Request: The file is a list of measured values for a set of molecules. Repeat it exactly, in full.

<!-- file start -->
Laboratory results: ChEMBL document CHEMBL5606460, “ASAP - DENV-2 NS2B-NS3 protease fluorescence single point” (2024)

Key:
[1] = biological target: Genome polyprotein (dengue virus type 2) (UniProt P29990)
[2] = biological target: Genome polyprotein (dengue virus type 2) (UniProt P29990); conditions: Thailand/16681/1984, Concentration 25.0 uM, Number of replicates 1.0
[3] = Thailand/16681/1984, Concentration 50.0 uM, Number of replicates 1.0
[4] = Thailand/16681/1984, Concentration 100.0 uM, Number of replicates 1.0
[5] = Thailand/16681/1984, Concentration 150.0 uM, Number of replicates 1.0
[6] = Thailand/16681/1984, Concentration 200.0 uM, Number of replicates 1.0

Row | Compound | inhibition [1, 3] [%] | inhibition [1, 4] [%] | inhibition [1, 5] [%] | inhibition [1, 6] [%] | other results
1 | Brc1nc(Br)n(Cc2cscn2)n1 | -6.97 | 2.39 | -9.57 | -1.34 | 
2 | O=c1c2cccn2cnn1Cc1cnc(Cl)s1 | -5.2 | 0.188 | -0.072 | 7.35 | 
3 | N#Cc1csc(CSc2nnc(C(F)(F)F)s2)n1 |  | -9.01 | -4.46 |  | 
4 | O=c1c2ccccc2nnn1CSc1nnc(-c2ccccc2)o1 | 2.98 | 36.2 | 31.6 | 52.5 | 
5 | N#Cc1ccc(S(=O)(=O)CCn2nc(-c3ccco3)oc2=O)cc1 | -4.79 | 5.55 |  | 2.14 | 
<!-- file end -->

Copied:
Laboratory results: ChEMBL document CHEMBL5606460, “ASAP - DENV-2 NS2B-NS3 protease fluorescence single point” (2024)

Key:
[1] = biological target: Genome polyprotein (dengue virus type 2) (UniProt P29990)
[2] = biological target: Genome polyprotein (dengue virus type 2) (UniProt P29990); conditions: Thailand/16681/1984, Concentration 25.0 uM, Number of replicates 1.0
[3] = Thailand/16681/1984, Concentration 50.0 uM, Number of replicates 1.0
[4] = Thailand/16681/1984, Concentration 100.0 uM, Number of replicates 1.0
[5] = Thailand/16681/1984, Concentration 150.0 uM, Number of replicates 1.0
[6] = Thailand/16681/1984, Concentration 200.0 uM, Number of replicates 1.0

Row | Compound | inhibition [1, 3] [%] | inhibition [1, 4] [%] | inhibition [1, 5] [%] | inhibition [1, 6] [%] | other results
1 | Brc1nc(Br)n(Cc2cscn2)n1 | -6.97 | 2.39 | -9.57 | -1.34 | 
2 | O=c1c2cccn2cnn1Cc1cnc(Cl)s1 | -5.2 | 0.188 | -0.072 | 7.35 | 
3 | N#Cc1csc(CSc2nnc(C(F)(F)F)s2)n1 |  | -9.01 | -4.46 |  | 
4 | O=c1c2ccccc2nnn1CSc1nnc(-c2ccccc2)o1 | 2.98 | 36.2 | 31.6 | 52.5 | 
5 | N#Cc1ccc(S(=O)(=O)CCn2nc(-c3ccco3)oc2=O)cc1 | -4.79 | 5.55 |  | 2.14 | 